“I try to plant things that are wind-tolerant,” he says. “It’s a lot of trial and error.”

Mel also shares the secret to completely weed-free rock beds: laying down high-quality landscaping mesh, about a foot of gravel, then topping with the rocks.

Mel’s victory this week brought him some gardening goodies from Miracle-Gro, the Yard of the Week sponsor, and a Communities in Bloom sign he can display.

“You gotta have something to do, and this is what I enjoy doing,” he says.

Mel will be looking for the next winner this week, which you can read about in a future issue of Shootin’ the Breeze.

Woman with long dark hair and sunglasses, dressed in a blue shirt and jeans, lounges in an empty spa tub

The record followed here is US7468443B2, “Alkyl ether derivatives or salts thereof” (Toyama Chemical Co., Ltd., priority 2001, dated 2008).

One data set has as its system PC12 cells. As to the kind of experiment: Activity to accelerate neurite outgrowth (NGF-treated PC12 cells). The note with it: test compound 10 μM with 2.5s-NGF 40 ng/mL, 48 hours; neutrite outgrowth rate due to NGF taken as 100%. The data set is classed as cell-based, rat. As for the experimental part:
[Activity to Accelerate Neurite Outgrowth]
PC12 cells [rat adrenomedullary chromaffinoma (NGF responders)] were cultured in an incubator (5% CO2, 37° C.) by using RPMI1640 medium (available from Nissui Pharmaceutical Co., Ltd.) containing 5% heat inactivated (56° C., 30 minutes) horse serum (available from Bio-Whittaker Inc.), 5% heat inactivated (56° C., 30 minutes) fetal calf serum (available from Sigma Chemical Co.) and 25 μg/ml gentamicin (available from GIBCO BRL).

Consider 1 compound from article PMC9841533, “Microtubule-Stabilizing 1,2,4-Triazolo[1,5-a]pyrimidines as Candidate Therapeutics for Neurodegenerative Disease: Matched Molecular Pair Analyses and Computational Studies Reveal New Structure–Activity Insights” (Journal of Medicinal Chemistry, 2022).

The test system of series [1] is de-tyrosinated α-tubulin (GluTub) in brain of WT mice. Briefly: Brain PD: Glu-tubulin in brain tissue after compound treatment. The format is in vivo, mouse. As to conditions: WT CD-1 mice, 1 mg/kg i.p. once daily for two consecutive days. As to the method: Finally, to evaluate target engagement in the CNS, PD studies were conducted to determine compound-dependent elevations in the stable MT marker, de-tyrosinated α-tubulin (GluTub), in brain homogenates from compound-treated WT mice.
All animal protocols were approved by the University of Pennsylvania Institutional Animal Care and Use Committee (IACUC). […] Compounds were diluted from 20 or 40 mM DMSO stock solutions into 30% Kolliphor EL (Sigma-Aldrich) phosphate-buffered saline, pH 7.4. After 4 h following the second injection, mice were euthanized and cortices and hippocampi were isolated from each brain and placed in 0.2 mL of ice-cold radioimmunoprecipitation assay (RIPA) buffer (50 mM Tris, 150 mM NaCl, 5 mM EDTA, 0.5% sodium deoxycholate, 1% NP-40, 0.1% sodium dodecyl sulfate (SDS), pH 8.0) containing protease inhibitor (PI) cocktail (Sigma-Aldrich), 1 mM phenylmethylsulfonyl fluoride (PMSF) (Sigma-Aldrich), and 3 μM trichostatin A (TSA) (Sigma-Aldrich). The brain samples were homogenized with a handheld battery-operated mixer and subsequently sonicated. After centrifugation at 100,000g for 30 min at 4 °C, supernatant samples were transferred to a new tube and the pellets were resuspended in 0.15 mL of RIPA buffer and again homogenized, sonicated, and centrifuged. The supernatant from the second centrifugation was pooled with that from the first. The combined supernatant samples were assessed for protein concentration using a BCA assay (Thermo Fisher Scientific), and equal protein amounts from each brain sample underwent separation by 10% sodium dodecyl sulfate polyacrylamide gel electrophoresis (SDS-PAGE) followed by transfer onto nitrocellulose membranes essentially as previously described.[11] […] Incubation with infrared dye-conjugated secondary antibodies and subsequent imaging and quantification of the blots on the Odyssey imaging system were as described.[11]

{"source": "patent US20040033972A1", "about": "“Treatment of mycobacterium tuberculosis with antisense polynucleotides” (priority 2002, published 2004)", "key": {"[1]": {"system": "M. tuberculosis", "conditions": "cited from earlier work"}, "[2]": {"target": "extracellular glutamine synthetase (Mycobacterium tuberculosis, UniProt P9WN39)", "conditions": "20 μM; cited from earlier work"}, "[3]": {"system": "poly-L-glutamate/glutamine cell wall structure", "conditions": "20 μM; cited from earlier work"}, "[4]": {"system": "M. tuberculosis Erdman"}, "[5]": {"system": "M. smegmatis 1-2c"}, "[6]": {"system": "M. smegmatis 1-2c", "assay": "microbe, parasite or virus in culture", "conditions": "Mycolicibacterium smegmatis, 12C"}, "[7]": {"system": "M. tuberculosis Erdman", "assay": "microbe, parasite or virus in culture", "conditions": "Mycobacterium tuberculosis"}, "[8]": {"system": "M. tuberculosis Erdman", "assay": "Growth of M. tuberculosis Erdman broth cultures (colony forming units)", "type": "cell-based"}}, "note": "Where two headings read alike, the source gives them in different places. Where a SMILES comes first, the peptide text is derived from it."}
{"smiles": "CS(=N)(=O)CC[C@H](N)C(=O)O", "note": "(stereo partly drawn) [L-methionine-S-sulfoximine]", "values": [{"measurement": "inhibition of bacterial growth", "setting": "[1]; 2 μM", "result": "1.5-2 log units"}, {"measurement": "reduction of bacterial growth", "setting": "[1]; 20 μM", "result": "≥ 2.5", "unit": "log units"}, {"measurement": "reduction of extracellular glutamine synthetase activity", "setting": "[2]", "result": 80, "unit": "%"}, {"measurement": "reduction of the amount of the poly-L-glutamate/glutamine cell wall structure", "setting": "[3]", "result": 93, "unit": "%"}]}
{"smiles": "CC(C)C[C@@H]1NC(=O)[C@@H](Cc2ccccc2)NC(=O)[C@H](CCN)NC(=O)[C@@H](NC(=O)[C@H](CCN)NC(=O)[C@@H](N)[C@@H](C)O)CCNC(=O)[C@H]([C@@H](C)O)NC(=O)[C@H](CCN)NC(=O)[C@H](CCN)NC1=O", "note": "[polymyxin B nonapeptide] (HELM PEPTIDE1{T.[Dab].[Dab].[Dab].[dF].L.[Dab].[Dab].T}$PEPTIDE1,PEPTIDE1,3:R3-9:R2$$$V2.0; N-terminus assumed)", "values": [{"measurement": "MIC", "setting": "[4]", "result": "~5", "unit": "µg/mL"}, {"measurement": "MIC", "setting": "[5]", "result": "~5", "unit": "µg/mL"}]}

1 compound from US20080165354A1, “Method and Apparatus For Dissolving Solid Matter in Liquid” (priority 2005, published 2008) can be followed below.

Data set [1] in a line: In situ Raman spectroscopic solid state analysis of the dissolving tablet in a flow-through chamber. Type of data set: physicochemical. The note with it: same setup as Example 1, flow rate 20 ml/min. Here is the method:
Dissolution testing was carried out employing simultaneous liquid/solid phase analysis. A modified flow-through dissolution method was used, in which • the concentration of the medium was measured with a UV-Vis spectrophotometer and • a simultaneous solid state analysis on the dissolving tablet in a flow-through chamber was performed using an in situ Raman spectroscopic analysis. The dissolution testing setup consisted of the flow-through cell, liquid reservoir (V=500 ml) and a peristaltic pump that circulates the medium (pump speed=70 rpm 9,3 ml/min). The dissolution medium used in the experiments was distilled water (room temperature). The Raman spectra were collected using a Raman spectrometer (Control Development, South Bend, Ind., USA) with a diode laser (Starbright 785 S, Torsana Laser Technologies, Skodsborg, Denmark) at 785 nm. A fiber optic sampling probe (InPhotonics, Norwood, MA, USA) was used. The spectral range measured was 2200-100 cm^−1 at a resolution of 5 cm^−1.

Get ready for the Reuse and Recycle Fair

Spring is in the air and so is spring cleaning! As folks tackle annual decluttering jobs, there are always items that can be passed along, reused or recycled. If you’ve been cleaning closets, now is the time to gather your goodies, as the Town and MD of Pincher Creek team up to bring back the Reuse and Recycle Fair.

The event runs Saturday, June 3, from 10 a.m. to 2 p.m, at the MD administration building parking lot and eco centre.

The fair provides an opportunity to hand over unwanted household items for possible reuse or for proper disposal. 

“If you’re cleaning out your basement or garage and have unwanted items, rather than disposing of these items at the landfill, bring them to the fair to be recycled,” says Rhonda Oczkowski, recreation programmer for the town.

“Someone else might see your discarded items as a treasure.”